Beat Around the Bush
Anecdotes & Stories from Celia Bertoia
My father loved our spread in the Pennsylvania countryside. We had all kinds of trees and bushes on 200 acres of mostly native forest. Dogwoods, Hydrangeas, unnamed wild brambles and juniper shrubbery. Always inspired by nature, he began to experiment with tree and bush type sculptures. From these forms also came the dandelions and sunbursts as well as the willow and pine tree sculptures. One of the activities we did as a family was to take a walk in the woods on a Sunday afternoon.
If you follow the construction of a Bertoia bush, it is just like Mother Nature's creations in its branching and budding build. The base or root, a sturdy stem, then thicker branches leading to lighter branches often with some kind of flower or bud. And they feel almost as alive as the natural ones.
Bertoia bushes are generally on the smaller side, from just under 12" to at most 48" or 50" tall. A petite size might take a month to make - not necessarily full time - but between paying jobs. Many of these became gifts. The later larger models with curves and undulations could take upwards of six months to complete, and that being closer to full time.
Ed Flanagan, one of Harry's assistants, often had the task of welding branches to the stem; tedious careful work. But the design was always Harry's and the ending touches had to be Harry's as well. Ed commented, "Harry was an excellent welder. There were some welds that only he could do, like at the completion of a bush. I could never figure out exactly how he did it."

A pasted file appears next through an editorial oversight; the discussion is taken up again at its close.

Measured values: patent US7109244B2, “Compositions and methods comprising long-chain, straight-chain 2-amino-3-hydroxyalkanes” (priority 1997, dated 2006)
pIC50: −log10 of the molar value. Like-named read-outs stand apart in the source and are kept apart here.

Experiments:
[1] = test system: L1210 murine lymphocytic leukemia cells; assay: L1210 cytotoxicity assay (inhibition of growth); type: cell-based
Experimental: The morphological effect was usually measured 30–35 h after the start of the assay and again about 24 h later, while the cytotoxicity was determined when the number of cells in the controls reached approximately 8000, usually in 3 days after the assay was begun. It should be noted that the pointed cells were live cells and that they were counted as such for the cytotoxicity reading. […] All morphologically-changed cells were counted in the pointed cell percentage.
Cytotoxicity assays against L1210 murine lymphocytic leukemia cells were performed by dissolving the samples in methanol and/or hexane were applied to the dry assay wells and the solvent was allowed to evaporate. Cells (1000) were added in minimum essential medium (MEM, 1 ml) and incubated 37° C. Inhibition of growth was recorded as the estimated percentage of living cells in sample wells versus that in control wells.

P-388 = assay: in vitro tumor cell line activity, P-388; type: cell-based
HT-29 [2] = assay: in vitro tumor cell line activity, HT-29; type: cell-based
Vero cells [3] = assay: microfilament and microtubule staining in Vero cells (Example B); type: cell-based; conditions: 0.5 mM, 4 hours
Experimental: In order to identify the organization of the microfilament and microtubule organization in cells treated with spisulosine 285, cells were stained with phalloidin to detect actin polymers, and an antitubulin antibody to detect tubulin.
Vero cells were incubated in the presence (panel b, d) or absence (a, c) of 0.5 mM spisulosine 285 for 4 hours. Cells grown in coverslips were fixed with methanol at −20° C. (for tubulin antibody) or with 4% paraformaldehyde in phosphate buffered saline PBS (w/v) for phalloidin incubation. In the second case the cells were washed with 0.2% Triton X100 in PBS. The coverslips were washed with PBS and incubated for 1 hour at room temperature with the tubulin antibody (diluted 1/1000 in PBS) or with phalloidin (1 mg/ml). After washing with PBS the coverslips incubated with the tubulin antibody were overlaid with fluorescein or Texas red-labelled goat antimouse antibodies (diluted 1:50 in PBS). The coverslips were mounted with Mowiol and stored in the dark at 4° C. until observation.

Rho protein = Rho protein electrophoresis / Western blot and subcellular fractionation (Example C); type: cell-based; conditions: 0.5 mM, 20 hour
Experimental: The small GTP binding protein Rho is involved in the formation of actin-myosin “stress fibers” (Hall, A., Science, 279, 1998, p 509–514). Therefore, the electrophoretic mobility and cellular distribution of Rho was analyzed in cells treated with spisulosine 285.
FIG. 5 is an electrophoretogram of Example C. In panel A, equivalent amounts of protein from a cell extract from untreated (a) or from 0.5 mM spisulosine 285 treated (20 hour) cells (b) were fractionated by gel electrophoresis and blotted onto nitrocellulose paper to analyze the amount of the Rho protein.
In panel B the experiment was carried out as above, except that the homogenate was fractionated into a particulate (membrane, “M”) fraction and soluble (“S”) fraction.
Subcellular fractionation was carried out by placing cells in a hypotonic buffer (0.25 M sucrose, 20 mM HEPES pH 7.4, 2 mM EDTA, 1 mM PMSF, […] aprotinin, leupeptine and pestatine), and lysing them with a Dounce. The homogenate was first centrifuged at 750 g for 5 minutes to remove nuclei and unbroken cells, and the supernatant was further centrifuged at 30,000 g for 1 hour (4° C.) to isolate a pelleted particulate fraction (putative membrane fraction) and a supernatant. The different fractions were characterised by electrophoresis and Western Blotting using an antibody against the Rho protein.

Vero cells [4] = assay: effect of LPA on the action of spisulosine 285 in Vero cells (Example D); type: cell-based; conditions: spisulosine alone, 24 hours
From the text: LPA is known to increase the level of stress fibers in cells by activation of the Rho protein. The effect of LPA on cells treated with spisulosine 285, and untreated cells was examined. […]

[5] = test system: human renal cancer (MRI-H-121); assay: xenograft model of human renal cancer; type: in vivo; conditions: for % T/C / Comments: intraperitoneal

Harry never hurried in his passion of creating his visions, but he didn't dawdle either. He took the time it took.
Notice this bush's open ended tips. They are so sharp in their hollow spears that I found myself bleeding after brushing against it. Sorry, bush!
Every bush told a story. Sitting out behind the shop at lunch one day, Harry and his workers noticed a hornets' nest on the neighboring building, with hornets busily building the paper nest. The next day he started a bush with a hornets' nest and later gave it to an old friend.
Some of the larger bushes held partially hidden buds or blooms. Harry remarked, "I almost don't want to see a beautiful flower because I know it will fade in a few days. But that moment of the perfect blossom... aaaah!"
He never replicated objects but rather induced the essence with his own interpretation. Nature was his constant inspiration. He managed to take a cold stiff material - metal - and transform it into a warm and lively entity. The bushes are my personal favorite. My father was a tremendous spirit and is still with me.
Celia Bertoia March 2017